Later, after listing some positive milestones for Aborigines, such as the High Court’s 1992 Mabo judgement, the Governor-General said: “Even more important than the specific milestones that I have mentioned has been the ever-increasing grass roots awareness of the importance of both national reconciliation and the battle to overcome entrenched Aboriginal disadvantage. In the years that I have been Governor-General, Helen and I have been privileged to be part of countless unforgettable instances of reconciliation at the personal level in all parts of Australia. They have done much to shape the three thoughts about reconciliation which I wish to share with you as we stand at this crossroads and look to the future.”


250,000 Walk For Reconciliation Week

A quarter of a million Australians today walked across Sydney Harbour bridge as part of the fifth annual National Reconciliaton Week.

Sydney Harbour Bridge

Dubbed Corroboree 2000, the event saw three federal government ministers, Philip Ruddock, Senator John Herron and Joe Hockey, join the marchers.

Prime Minister John Howard did not attend. Earlier, a Cabinet decision banning other ministers from attending was leaked.

Treasurer Peter Costello declined to join the march after news of the ban leaked out. [Read more…]


Howard Heckled During Corroboree 2000 Speech

Prime Minister John Howard was jeered and heckled today as he addressed Corroboree 2000 at the Sydney Opera House.

His speech was barely audible at times as delegates interjected. Many turned their backs on him as he spoke and there were frequent cries of “shame”. Howard was again implored to say sorry to the stolen generations. [Read more…]


Text of the Australian Declaration Towards Reconciliation

Text of the Australian Declaration Towards Reconciliation launched at Corroboree 2000.

Australian Declaration Toward Reconciliation.

We, the peoples of Australia, of many origins as we are, make a commitment to go on together in a spirit of reconciliation.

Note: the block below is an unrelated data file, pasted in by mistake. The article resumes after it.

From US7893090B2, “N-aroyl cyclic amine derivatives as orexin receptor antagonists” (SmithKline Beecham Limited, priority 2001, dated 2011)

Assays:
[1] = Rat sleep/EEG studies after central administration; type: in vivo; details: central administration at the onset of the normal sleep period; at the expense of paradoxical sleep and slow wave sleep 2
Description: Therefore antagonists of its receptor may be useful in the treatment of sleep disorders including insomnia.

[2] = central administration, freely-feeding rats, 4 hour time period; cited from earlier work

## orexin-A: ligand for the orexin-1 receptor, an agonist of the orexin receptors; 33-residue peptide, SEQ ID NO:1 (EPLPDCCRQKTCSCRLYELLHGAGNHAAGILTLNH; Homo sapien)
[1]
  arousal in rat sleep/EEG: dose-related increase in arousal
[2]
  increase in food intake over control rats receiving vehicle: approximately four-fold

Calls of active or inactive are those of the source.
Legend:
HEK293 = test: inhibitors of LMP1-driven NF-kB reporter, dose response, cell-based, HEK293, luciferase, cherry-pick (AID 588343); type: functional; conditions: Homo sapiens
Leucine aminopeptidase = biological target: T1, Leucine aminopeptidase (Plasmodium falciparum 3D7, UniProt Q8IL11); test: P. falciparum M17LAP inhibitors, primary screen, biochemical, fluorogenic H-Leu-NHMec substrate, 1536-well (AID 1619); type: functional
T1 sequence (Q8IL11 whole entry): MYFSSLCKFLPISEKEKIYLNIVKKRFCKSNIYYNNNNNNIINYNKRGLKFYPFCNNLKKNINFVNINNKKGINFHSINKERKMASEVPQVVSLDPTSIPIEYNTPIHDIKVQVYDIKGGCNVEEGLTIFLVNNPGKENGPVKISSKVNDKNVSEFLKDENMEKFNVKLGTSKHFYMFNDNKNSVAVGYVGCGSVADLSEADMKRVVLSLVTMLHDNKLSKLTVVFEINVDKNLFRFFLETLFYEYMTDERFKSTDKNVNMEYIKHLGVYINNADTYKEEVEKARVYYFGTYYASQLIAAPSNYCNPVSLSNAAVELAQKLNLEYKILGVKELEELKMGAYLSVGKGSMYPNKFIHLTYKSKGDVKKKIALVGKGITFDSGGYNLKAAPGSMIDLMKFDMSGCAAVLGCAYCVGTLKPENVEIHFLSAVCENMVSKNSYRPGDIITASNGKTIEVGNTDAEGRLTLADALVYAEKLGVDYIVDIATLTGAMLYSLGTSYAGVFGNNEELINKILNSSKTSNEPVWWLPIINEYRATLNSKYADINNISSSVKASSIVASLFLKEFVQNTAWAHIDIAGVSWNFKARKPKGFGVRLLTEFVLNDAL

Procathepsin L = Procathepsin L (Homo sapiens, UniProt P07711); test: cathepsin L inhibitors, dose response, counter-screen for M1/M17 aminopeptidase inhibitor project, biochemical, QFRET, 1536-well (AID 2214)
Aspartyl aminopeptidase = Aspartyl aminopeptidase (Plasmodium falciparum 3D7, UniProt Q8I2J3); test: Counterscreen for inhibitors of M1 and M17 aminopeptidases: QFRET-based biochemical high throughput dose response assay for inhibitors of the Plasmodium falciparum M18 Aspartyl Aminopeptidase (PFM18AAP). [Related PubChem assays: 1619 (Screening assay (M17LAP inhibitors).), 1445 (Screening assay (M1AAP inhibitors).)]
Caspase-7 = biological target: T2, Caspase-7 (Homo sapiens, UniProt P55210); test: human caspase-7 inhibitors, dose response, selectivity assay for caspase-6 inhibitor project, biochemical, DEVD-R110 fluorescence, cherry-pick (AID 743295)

We value the unique status of Aboriginal and Torres Strait Islander peoples as the original owners and custodians of lands and waters. [Read more…]


John Howard’s Address to Corroboree 2000: ‘Towards Reconciliation’

This is the text of the speech John Howard made today to Corroboree 2000, the opening ceremony for Reconciliation Week.

During the speech, Howard was heckled and many delegates turned their backs on him.

Text of Prime Minister John Howard’s speech to Corroboree 2000.

HowardFirst may I acknowledge that I speak to you on the traditional lands of the Eora people. I pay my respects to them and thank them for the warmth of their welcome. To the many distinguished guests here today, Your Excellencies, State Premiers, Chief Ministers, the Deputy Prime Minister, the Leader of the Australian Labor Party, the Leader of the Australian Democrats, to Evelyn Scott and Geoff Clarke.

I think all of us, whatever perspective we bring to this very special and moving occasion, I think all of us recognise the debt we owe to the tremendously hard work of the Council for Aboriginal Reconciliation over the last ten years. And may I specially pay a personal, and I am sure a representative tribute to you Evelyn for the grace and the dignity and the leadership and the strength of character that you have brought to this very important position. [Read more…]